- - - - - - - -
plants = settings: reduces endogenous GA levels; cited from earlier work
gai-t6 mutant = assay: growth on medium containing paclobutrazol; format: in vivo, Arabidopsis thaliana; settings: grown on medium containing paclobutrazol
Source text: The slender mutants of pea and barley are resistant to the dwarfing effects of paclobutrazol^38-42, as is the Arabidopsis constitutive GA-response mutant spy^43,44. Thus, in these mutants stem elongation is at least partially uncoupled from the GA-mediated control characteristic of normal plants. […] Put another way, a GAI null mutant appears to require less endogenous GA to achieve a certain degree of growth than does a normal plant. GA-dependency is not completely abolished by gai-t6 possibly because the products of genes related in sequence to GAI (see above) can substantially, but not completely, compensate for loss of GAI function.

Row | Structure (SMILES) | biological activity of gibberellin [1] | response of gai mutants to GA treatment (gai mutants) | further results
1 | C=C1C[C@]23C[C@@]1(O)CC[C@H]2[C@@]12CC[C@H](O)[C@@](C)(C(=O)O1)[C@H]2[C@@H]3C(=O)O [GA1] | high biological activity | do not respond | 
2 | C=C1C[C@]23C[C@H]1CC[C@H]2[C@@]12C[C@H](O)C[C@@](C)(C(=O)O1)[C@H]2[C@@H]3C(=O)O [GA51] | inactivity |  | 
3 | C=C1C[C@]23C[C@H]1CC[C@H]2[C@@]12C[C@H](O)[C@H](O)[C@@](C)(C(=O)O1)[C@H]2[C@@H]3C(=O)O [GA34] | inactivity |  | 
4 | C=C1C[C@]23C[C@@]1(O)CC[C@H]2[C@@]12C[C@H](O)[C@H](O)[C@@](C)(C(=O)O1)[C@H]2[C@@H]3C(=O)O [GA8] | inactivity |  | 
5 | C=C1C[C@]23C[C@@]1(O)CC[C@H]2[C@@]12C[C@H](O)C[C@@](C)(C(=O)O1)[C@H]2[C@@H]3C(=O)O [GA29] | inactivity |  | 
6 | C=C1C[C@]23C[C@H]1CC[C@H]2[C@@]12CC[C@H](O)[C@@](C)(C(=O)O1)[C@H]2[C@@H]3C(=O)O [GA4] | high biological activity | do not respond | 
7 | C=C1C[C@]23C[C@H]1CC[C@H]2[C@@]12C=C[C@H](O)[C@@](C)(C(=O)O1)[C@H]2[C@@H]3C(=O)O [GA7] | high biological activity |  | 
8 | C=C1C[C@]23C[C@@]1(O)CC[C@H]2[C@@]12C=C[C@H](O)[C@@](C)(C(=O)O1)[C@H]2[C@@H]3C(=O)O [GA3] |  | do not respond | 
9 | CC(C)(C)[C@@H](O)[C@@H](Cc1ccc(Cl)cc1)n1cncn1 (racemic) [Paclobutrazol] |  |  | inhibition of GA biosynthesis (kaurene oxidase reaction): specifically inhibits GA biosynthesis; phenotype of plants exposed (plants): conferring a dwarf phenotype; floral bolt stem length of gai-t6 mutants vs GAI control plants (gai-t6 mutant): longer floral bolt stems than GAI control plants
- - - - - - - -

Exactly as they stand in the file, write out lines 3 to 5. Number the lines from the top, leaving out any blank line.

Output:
Source text: The slender mutants of pea and barley are resistant to the dwarfing effects of paclobutrazol^38-42, as is the Arabidopsis constitutive GA-response mutant spy^43,44. Thus, in these mutants stem elongation is at least partially uncoupled from the GA-mediated control characteristic of normal plants. […] Put another way, a GAI null mutant appears to require less endogenous GA to achieve a certain degree of growth than does a normal plant. GA-dependency is not completely abolished by gai-t6 possibly because the products of genes related in sequence to GAI (see above) can substantially, but not completely, compensate for loss of GAI function.

Row | Structure (SMILES) | biological activity of gibberellin [1] | response of gai mutants to GA treatment (gai mutants) | further results
1 | C=C1C[C@]23C[C@@]1(O)CC[C@H]2[C@@]12CC[C@H](O)[C@@](C)(C(=O)O1)[C@H]2[C@@H]3C(=O)O [GA1] | high biological activity | do not respond | 